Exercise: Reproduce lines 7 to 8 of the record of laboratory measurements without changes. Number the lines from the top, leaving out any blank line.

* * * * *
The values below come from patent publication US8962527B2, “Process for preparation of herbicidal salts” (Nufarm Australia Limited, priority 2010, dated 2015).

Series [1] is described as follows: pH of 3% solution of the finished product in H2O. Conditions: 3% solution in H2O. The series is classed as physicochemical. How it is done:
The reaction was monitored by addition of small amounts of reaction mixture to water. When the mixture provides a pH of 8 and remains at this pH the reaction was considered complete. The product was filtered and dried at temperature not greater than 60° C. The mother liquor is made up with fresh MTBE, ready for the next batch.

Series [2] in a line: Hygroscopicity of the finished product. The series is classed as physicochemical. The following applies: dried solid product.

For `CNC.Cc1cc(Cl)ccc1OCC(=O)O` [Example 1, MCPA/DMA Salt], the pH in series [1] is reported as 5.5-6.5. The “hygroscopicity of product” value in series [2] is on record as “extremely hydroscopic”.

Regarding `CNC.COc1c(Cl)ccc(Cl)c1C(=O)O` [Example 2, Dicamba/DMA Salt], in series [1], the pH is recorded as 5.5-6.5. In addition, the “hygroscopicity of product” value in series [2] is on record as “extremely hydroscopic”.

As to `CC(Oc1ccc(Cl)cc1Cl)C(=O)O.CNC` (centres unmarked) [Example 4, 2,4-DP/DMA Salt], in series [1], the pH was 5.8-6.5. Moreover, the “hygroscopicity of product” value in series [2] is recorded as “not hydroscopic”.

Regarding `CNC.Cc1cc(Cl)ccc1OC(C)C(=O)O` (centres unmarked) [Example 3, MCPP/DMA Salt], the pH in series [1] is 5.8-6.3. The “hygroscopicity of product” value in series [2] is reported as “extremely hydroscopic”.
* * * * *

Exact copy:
As to `CC(Oc1ccc(Cl)cc1Cl)C(=O)O.CNC` (centres unmarked) [Example 4, 2,4-DP/DMA Salt], in series [1], the pH was 5.8-6.5. Moreover, the “hygroscopicity of product” value in series [2] is recorded as “not hydroscopic”.

Regarding `CNC.Cc1cc(Cl)ccc1OC(C)C(=O)O` (centres unmarked) [Example 3, MCPP/DMA Salt], the pH in series [1] is 5.8-6.3. The “hygroscopicity of product” value in series [2] is reported as “extremely hydroscopic”.